Wednesday, July 25, 2018

Planning Sewing: My Most Successful Method To Date

I have a love/hate relationship with planning my sewing. On one hand, I am a major planner when it comes to buying fabric. I at least have a general idea of what I want to make with each piece of fabric I purchase from a store ( I stipulate at a store because I am much less discerning at places like thrift stores, lol, just to be clear). The truly crazy thing is that no matter how bad my memory gets with age, I am still able to remember where I purchased each piece of fabric, a general idea of what I paid (if not the exact amount), as well as what I intended to make with it. My style may change over time, and therefor plans get shifted, but that plan was always there in the background. So clearly I love a plan and tend to stick with it if it's possible and realistic. On the other hand, I am absolutely not one to dictate what I will make when. Usually if I have any type of thing I feel I have to make, I shut down and avoid making it completely. Schedules just suck the joy out of sewing for me and make it feel like work. It's silly, I know, but there it is.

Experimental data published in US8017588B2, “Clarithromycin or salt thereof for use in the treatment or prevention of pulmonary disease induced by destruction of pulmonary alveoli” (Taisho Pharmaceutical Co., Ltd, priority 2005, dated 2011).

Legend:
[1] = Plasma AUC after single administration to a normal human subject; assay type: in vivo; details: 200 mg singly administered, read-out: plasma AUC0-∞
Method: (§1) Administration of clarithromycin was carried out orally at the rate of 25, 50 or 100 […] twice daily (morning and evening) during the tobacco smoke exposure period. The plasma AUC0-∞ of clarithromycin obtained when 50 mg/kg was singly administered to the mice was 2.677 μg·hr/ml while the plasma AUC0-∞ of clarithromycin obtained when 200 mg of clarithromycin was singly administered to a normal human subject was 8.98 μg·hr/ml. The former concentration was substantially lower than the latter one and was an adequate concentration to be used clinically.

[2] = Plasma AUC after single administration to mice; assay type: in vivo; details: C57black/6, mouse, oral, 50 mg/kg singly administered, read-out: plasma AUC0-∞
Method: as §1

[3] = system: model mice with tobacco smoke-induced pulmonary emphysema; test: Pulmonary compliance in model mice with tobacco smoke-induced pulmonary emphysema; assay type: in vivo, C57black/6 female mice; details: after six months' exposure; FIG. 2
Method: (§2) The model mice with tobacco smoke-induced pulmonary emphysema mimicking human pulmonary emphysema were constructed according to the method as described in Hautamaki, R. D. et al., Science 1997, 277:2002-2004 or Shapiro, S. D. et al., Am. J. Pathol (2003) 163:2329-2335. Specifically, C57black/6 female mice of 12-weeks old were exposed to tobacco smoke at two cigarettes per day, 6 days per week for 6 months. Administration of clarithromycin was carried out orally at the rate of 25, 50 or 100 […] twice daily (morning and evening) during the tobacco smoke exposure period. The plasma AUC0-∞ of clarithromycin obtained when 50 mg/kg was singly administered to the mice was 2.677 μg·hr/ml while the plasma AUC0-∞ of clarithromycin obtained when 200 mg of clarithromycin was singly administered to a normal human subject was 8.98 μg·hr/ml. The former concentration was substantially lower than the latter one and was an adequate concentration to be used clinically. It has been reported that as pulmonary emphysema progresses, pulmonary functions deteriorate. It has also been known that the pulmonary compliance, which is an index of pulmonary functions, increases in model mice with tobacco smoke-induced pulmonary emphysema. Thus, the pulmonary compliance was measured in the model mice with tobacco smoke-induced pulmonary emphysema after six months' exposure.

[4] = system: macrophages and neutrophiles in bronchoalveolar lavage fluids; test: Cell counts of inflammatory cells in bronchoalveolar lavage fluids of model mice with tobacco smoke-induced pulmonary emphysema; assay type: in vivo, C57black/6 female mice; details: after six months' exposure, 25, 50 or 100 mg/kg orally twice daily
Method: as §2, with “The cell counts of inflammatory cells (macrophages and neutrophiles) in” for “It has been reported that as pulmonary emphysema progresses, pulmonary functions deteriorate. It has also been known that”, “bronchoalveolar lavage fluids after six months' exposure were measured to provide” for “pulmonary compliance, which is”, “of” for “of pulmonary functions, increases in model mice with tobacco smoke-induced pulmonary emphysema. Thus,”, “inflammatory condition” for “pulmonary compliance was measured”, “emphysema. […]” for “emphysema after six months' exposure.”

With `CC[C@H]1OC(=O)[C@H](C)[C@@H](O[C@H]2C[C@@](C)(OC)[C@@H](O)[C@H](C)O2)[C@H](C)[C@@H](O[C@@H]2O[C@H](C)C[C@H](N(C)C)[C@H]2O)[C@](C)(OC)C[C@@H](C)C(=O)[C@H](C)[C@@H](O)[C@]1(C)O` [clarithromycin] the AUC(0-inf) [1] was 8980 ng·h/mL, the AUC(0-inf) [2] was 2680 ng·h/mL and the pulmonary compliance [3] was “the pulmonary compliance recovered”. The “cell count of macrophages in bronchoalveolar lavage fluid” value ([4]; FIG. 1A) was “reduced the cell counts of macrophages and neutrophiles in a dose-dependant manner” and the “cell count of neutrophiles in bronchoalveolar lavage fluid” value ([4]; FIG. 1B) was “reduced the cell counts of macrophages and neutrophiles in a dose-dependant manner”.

With all the sewing blogs I read, I know I am not alone in this mindset. Some people can make lists and capsule wardrobes, others just can't stand any type of planning and just make exactly what they want in the moment. I consider myself somewhere between these two extremes. Anyway, earlier this year I noticed that I wasn't making much progress with my year end goals, and thereby I wasn't making much on my #2018makenine list either. I love the idea of the make nine, but each year I am lucky if I even made one item on the list (as shown here). In some ways I think it's my aversion to lists in general, but I also think it's partly that I just didn't have the list in the forefront of my mind when deciding what to sew at any given time. So I decided to try out an experiment to maybe get some of these things made up. I mean - I do want all of these items. I planned them and bought the fabric and all that myself because I wanted to sew them up! So I thought maybe a pretty visual aid would help but not stifle my creative flow - and it did!